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The Menu at Locanda, Illustrated
One of our favorite things on the menu is the newest: this fiorellini pasta dish with squash blossoms.

It’s been six weeks or so since Locanda opened its doors on Valencia Street, and because of all the buzz and the Delfina pedigree, chef Anthony Strong’s been playing to a packed house since day one. The style of the food is distinct from Delfina, though, in that it’s a California spin on a classic Roman osteria — but, like owner Craig Stoll put it, “It’s like if the Mission were another neighborhood in Rome.” Today, for those of you who haven’t had the pleasure, or for those of you just in the mood for some food porn, we bring you (almost) the whole menu, in pictures.

This Roman style pork jerky is actually traditionally made with horse meat, chef Anthony Strong tells us, and it’s pretty declassé back in Rome. His pork version is marinated in Campari and dusted with chiles and fennel pollen, and is offered as a bar snack.
Another delicious item on the bar menu are these well seasoned, herb-y lamb riblets, served with a cucumber salad.
This starter is a deep-fried artichoke served with mint and lemon.
This glorious, bright and earthy dish is garnished with lemon zest, brown butter, and bottarga.
With the caveat on the menu “it’s not pizza,” this classic Roman snack is basically focaccia, sliced open and toasted, and comes topped with either mortadella and pepperoncinis, or house-cured lardo that melts right into it.
A very Californian mix of twelve different herbs and greens, tossed with a Banyuls vinaigrette.
Think of it like the Roman version of egg drop soup.
This delicious salad is served with grilled ricotta salata, wild arugula, and avocado.
Hands down, this may be our favorite dish on the menu. Try to get past the name, and you will be delighted by the tenderest meat and a bright, delectable salsa verde. Mixed with shaved celery and gaeta olives, it makes for a divine bite.
These are garnished with fried sage and parsley.
Braised oxtails, in a rich, wine-y sauce, round out the Quinto Quarto (offal) section of the menu.
A nice intro into the pasta section of the menu, this simple dish is accented by verjus (unfermented grape juice), and chicories.
This dish packs a wallop, heat-wise, with a hefty helping of padron peppers sauteed in oil with fresh local anchovies and breadcrumbs. Good stuff.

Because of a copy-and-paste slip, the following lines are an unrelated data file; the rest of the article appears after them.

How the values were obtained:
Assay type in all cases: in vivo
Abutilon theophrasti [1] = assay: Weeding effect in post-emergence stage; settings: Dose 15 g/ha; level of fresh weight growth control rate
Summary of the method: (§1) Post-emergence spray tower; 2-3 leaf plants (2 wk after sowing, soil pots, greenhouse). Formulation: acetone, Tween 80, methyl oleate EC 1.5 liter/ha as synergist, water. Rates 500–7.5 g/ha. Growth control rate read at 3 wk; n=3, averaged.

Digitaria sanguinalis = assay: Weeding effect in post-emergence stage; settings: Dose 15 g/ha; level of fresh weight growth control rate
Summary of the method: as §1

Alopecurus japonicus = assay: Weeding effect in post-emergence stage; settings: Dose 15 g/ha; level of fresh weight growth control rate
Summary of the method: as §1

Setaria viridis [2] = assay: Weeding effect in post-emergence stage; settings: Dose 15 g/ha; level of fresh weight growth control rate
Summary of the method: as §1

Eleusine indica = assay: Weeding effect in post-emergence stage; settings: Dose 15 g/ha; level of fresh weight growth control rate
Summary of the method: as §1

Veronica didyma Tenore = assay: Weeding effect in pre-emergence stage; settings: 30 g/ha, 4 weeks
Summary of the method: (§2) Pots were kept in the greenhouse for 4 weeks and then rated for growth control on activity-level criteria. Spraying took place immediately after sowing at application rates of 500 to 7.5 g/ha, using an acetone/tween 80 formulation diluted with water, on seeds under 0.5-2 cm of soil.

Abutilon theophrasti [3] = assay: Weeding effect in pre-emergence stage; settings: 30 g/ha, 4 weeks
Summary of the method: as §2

This classic Roman dish is one of several spots on the menu where Chef Anthony Strong proves his salt in getting the staples right. The sauce is a deeply satisfying and layered mix of tomato, guanciale, pepperoncini, and pecorino.
These “little radiators” are one of several extruded pastas that are new to the Delfina group’s canon, and this dish is a tasty mix of lamb ragu, pecorino, and mint.
Another classic of Roman fare, Strong’s carbonara is simple and delicious, with an egg-y sauce of pecorino, black pepper, and guanciale.
One of the newest items on the menu is this delicious spring pasta that may be our new favorite. The little “flowers” are stuffed with ricotta and tossed with squash blossoms, herbs, and pine nuts.
The grilled bavette is served simply with grilled treviso.
Strong’s preparation of guinea hen is a ballantine, more or less, and it’s served with chicories and lentils.
This skewered cuttlefish dish with a smear of black olive paste is new to the menu and served with the most insanely good green beans tossed generously with pecorino.
Our favorite among the charcoal grilled entrees is this amazing lamb chop served with pureed garbanzo beans, anchovy, and lettuce.
Among the side dishes are braised coriander carrots served with grapes, snap peas with mint and spring onion, and some delicious Barlotti beans “con cotiche,” which means, “with bacon rind.”
We’ll only show you this one dessert, since the dessert menu changes pretty frequently. This is the granita made with Cesanese wine and served with black pepper panna.
The Menu at Locanda, Illustrated